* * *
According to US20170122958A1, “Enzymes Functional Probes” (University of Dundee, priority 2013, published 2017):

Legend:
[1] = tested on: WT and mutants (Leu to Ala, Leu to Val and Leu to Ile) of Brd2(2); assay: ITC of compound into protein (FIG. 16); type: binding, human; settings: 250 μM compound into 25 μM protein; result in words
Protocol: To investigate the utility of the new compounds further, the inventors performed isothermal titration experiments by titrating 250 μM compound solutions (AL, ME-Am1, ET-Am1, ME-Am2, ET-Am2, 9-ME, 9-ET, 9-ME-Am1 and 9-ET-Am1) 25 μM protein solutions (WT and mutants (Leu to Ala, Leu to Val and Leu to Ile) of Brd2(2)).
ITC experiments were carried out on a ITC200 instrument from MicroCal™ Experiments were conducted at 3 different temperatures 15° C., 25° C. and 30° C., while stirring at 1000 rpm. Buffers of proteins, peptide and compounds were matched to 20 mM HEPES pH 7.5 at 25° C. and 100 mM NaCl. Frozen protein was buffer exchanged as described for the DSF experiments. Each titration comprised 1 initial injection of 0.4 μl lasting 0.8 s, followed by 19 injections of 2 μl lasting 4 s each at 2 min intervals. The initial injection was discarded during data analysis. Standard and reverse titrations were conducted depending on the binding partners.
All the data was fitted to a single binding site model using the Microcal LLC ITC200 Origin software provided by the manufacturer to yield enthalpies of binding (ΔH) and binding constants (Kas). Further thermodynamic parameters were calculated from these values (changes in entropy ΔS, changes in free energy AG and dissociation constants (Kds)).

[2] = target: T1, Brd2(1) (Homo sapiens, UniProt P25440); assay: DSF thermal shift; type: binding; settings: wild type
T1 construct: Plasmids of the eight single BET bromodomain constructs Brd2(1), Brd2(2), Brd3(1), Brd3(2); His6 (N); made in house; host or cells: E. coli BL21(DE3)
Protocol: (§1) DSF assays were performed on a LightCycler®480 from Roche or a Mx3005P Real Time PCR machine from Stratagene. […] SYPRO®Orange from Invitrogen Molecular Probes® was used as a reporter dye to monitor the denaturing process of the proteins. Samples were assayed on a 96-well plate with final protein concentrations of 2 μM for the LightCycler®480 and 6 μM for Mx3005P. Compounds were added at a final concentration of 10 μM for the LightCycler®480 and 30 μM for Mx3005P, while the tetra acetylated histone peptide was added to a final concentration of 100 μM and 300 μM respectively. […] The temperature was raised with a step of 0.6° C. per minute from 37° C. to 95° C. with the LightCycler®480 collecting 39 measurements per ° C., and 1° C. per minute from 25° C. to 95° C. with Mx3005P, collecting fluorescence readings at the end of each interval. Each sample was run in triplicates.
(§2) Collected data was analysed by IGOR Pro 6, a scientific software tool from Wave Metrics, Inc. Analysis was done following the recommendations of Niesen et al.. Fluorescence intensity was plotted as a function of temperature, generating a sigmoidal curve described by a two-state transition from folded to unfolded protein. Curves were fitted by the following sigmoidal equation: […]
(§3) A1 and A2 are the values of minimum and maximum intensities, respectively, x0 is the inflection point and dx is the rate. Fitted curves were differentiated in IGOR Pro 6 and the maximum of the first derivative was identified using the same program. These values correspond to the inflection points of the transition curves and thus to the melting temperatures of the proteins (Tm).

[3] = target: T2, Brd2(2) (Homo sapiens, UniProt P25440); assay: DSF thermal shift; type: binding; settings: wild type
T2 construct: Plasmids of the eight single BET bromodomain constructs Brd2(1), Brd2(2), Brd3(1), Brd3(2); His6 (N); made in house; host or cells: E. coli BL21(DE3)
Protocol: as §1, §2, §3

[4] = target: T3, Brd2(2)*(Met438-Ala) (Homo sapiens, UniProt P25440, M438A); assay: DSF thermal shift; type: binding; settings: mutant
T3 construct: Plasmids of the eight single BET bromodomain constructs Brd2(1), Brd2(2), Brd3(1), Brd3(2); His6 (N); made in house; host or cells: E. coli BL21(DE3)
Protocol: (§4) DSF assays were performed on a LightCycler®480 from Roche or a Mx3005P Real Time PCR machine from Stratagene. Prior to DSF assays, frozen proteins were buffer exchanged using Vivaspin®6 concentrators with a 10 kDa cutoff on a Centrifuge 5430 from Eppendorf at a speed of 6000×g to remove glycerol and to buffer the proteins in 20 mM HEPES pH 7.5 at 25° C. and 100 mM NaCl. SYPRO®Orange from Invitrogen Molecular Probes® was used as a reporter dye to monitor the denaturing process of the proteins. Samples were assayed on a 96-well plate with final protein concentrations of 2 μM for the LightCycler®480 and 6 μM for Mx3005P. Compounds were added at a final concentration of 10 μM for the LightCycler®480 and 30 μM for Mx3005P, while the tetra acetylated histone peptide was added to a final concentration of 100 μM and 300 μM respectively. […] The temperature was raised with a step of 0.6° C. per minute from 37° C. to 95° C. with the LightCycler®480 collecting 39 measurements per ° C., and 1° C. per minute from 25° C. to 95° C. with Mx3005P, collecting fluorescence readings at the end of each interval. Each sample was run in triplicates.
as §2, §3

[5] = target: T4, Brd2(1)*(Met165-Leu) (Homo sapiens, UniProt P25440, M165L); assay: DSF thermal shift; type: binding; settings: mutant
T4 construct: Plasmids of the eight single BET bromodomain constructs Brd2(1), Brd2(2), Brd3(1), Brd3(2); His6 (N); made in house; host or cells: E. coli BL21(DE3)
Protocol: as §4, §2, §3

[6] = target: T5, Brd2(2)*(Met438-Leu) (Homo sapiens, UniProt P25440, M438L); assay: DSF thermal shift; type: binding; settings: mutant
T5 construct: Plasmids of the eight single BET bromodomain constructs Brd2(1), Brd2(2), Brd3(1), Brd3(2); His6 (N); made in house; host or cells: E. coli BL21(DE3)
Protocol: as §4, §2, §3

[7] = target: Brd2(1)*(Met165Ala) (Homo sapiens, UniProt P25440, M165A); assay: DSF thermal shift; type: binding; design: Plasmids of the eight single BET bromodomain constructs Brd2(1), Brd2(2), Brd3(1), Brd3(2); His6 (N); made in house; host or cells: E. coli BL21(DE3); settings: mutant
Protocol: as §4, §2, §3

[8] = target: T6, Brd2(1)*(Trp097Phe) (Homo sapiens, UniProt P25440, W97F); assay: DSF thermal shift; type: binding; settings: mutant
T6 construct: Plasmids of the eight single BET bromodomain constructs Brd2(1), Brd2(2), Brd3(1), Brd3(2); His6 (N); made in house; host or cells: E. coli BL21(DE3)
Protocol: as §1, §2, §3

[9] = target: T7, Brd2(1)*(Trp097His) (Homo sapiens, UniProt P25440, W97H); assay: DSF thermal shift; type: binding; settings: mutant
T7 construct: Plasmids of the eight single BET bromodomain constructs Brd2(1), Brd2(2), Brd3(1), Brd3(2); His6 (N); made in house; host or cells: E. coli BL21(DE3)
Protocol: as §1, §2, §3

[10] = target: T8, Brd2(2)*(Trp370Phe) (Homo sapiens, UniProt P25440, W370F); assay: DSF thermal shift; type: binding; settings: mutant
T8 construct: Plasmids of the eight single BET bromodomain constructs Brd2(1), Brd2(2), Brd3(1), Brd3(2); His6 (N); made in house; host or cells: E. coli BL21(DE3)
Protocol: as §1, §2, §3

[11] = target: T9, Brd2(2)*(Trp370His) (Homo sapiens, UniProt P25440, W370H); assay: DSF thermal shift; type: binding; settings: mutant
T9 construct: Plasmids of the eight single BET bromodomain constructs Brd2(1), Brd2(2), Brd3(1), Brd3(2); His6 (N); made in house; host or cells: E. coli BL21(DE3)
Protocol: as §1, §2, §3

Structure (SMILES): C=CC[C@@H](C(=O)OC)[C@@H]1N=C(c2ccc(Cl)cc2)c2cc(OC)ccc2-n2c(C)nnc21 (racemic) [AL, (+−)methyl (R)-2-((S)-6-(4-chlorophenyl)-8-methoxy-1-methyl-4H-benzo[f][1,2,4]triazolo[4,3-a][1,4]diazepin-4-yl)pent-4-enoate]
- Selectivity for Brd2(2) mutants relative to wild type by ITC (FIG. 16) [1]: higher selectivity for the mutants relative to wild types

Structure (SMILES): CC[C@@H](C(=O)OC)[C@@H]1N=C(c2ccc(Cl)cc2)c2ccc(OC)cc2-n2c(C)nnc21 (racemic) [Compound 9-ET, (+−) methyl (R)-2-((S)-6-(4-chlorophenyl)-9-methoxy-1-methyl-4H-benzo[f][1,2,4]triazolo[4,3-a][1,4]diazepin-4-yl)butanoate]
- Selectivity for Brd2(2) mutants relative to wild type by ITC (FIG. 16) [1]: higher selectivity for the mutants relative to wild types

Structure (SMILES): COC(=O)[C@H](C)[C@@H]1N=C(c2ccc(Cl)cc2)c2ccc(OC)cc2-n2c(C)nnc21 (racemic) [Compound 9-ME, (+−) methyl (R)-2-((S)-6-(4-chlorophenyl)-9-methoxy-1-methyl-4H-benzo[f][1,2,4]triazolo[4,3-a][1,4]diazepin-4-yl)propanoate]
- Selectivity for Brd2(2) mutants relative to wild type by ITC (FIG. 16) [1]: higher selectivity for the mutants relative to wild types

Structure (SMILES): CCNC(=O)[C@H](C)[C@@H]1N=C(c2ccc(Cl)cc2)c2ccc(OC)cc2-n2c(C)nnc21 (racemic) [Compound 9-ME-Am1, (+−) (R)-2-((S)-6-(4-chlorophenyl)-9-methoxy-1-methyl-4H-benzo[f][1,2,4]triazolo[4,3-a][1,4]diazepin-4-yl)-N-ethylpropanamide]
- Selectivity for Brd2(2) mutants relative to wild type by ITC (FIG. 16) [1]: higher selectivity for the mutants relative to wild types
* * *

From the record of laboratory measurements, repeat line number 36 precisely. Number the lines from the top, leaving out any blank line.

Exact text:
[11] = target: T9, Brd2(2)*(Trp370His) (Homo sapiens, UniProt P25440, W370H); assay: DSF thermal shift; type: binding; settings: mutant